The Grad School Chronicles, Pt. 1 (Study for the GREs)

Posted on November 25, 2008. Filed under: Everyday Me | Tags: , , , , , , |

The time has officially arrived – I have decided that I am ready for Graduate School. It is a little frustrating – I am fresh out of college and could not have decided even a few months sooner to pursue this great task, but I decided now, and I am jumping in!

I knocked off the GREs that was the first big thing out of the way. I thought my scores came out well – mostly average with above average writing scores. I could have reported that result to the graduate schools myself but, it’s ok.  Anyway, for any of you that are looking to take the exam in the future (near or far) here are some books, tips and website that I found very useful in my preparations:

Book Cover Kaplan is your friend, get used to it. They put out a ton of books, study guides, courses, and so on for every test dreaded by students. They are very helpful! Their handy website is:

Personally I used this book to the left and CD-Rom during a big chunk of my studying. This book had a handy CD that was loaded with a ‘study program’, it basically helped you set up time lines and guidelines for your studying and also had you work through section by section of the questions and material that you needed to learn for the GRE. You were also able to do a GRE practice exam that was timed and allowed you to break down your right and wrong answers at the end of the exam. This was most helpful because the on-line practice version they offered you the opportunity to see how a computerized CAT test was set up so on the day of the exam you were able to anticipate what the screen prompts would look like.

Item CoverThis was another great pick as far as study guides go. This book similar to the Kaplan bookseemed a bit more challenging to me. This seemed to offer more practice problems and exams, full length & partial, but all in a bookformat.  The problems in this bookwere more difficult and really challenged me more, but I used this bookand the other book as partners to really give me a more well-rounded view for studying.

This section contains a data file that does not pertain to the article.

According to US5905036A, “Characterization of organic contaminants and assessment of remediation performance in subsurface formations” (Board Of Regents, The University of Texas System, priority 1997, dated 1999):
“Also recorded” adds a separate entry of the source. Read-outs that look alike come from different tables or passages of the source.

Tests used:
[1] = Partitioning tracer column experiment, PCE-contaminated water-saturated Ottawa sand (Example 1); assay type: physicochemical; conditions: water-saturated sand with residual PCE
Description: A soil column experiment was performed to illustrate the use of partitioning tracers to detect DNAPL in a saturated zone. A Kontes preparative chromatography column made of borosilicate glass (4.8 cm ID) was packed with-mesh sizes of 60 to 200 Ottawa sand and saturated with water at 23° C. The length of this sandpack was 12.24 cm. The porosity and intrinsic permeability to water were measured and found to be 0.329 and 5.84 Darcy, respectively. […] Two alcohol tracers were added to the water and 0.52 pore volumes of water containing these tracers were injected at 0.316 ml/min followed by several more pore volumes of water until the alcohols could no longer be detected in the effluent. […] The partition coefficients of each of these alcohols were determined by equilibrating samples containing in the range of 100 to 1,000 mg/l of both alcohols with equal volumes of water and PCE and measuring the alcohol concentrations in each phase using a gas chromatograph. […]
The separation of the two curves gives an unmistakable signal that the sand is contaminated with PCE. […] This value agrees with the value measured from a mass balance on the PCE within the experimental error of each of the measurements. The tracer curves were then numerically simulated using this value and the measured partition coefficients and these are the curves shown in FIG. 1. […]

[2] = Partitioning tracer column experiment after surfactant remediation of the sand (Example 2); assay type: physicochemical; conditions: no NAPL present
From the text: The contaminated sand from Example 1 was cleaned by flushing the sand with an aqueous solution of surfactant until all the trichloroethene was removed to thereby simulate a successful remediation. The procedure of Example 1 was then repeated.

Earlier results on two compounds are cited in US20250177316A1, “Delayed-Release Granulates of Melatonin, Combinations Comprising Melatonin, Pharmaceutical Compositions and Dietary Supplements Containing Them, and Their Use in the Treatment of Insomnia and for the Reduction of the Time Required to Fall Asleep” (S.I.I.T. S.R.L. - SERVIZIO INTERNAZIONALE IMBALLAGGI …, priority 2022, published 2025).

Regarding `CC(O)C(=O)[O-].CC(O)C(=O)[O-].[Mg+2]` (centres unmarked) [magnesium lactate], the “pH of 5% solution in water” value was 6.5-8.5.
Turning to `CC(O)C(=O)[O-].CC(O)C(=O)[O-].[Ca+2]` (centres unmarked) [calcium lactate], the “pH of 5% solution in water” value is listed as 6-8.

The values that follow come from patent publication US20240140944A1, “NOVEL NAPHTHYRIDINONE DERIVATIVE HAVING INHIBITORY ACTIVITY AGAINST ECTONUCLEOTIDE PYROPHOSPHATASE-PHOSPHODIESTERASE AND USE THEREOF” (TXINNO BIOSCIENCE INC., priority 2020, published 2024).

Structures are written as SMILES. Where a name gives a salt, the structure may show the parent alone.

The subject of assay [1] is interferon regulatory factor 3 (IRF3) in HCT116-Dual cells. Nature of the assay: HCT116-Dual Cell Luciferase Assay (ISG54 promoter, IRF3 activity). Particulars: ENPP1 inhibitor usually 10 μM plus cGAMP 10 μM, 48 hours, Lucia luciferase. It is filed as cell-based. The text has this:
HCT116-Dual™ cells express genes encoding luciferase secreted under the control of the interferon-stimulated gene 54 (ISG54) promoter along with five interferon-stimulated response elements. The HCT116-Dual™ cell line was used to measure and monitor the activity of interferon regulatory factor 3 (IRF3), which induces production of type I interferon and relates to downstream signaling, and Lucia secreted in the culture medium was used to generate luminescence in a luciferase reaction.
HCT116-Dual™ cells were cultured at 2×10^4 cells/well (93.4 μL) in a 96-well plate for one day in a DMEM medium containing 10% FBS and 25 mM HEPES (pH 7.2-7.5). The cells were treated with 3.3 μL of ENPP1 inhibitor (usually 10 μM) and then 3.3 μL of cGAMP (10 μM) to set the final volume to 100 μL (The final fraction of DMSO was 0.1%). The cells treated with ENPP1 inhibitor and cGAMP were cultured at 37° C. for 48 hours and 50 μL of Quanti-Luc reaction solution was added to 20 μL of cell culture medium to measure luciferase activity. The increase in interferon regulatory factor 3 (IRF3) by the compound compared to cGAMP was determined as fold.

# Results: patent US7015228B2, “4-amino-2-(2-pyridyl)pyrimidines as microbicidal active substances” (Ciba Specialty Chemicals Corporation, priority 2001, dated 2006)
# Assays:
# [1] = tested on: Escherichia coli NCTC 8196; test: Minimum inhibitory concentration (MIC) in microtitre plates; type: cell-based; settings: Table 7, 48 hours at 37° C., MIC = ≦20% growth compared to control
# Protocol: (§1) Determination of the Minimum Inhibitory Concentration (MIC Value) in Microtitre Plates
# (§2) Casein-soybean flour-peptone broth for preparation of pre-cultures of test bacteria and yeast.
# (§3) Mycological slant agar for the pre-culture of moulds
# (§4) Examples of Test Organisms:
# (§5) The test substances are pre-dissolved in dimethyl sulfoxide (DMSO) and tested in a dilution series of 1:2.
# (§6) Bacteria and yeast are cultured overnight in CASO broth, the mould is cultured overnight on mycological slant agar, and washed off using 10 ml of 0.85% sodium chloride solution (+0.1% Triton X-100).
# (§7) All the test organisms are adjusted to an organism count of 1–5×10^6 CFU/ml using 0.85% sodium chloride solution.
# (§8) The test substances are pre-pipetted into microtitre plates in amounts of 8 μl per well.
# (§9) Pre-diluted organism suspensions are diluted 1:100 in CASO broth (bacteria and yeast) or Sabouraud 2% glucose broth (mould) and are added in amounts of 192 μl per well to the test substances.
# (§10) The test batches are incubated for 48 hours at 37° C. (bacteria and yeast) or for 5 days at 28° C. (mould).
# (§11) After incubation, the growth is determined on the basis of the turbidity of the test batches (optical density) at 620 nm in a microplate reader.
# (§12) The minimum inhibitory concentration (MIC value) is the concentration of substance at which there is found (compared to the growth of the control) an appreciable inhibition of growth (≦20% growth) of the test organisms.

This book had a large vocabulary section and was very helpful for writing out flash cards from. The book also tended to use ‘less popular’ words in the examples which helped reinforce the meanings of new words that I needed to know.

The Kaplan bookreally allowed me to understand the concepts – see exactly where I was going wrong and what I was doing right and how to do better. After going through a section in Kaplan I would work my way over to this Barron’s book and put what I learned from Kaplan to work on the practice setsin this book. Let me tell you, I felt I could ace all of the Kaplanproblems after working through the lessons, but then I would come over to Barron’s for some tough love. It was a really helpful piece in the studying process though because I felt as though Barron’s kept me grounded. It proved that I did not know all of the answers to all of the problems and really exposed me to more examples than I though possible. I don’t know if I would’ve liked the Barron’s bookas a stand-alone though, it would seem more discouraging to me if I had to learn the lessons and complete the examples all out of this book. Both are definitely worth purchasing, and both offer two very different opinions and angles that they work perfectly hand-in-hand.